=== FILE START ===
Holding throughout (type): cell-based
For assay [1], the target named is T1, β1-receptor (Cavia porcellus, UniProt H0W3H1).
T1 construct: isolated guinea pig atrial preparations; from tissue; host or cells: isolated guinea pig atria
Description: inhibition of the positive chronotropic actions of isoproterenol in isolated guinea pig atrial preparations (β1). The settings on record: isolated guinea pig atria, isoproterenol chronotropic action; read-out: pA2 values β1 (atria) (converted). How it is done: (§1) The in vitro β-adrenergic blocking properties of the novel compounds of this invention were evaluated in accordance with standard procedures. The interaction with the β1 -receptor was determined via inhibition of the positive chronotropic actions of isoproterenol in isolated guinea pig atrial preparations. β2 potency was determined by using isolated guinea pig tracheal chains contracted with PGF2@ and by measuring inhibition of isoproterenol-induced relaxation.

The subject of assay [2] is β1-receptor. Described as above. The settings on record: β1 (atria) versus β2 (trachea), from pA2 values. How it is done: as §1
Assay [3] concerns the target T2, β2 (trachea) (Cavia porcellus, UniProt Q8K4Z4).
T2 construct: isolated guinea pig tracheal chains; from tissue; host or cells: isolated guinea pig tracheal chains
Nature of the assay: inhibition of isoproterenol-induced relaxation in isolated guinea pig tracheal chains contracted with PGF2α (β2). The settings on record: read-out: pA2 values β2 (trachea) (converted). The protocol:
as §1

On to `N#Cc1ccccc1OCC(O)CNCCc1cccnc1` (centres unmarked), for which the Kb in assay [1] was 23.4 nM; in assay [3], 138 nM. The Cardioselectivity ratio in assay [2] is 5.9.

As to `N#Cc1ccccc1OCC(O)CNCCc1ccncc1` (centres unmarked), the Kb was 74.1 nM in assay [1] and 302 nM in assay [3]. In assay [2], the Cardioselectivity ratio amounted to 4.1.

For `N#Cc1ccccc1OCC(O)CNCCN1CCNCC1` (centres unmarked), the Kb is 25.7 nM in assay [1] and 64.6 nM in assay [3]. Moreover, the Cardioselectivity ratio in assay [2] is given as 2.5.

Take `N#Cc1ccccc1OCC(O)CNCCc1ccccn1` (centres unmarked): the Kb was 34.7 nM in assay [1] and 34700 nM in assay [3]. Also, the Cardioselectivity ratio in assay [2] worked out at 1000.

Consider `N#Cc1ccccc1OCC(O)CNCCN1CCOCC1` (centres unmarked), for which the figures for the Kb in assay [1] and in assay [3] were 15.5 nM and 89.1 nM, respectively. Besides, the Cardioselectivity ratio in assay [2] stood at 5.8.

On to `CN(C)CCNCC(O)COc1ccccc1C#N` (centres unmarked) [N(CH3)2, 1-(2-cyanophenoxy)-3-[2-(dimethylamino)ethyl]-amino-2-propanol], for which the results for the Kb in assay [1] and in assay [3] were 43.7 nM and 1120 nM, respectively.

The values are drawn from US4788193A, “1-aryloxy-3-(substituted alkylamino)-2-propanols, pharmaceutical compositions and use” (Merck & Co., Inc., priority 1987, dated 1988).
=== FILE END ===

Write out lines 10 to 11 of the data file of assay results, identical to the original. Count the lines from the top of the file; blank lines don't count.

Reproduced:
On to `N#Cc1ccccc1OCC(O)CNCCc1cccnc1` (centres unmarked), for which the Kb in assay [1] was 23.4 nM; in assay [3], 138 nM. The Cardioselectivity ratio in assay [2] is 5.9.

As to `N#Cc1ccccc1OCC(O)CNCCc1ccncc1` (centres unmarked), the Kb was 74.1 nM in assay [1] and 302 nM in assay [3]. In assay [2], the Cardioselectivity ratio amounted to 4.1.